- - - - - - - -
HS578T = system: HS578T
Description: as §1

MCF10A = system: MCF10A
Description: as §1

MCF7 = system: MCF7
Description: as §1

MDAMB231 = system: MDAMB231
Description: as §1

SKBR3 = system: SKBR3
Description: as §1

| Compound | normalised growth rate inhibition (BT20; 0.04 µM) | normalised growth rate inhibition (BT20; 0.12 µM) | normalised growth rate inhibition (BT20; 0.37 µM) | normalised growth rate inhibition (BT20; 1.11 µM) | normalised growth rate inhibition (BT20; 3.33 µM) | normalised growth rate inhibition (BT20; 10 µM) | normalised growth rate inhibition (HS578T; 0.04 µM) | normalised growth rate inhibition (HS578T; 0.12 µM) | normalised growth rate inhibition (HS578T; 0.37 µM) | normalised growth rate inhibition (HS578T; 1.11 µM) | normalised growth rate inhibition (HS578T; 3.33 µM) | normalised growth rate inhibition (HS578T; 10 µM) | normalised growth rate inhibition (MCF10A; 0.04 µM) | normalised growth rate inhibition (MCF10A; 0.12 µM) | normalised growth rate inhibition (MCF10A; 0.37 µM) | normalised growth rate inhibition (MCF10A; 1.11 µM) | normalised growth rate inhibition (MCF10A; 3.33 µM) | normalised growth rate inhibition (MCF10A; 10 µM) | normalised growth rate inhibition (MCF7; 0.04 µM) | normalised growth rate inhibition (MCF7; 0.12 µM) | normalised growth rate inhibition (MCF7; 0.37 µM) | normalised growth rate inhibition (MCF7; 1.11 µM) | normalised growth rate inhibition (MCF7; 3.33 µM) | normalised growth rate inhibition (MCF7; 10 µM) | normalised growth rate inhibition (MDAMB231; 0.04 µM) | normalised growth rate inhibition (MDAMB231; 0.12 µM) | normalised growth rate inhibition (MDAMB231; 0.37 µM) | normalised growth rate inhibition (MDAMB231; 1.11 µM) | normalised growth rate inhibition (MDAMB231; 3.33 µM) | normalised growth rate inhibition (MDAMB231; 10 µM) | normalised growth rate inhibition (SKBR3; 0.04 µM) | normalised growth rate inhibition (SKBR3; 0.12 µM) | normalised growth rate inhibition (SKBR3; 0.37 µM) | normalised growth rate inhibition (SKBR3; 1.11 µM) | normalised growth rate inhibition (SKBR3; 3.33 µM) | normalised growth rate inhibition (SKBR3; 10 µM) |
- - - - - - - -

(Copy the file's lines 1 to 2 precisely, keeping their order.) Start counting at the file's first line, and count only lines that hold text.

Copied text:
HS578T = system: HS578T
Description: as §1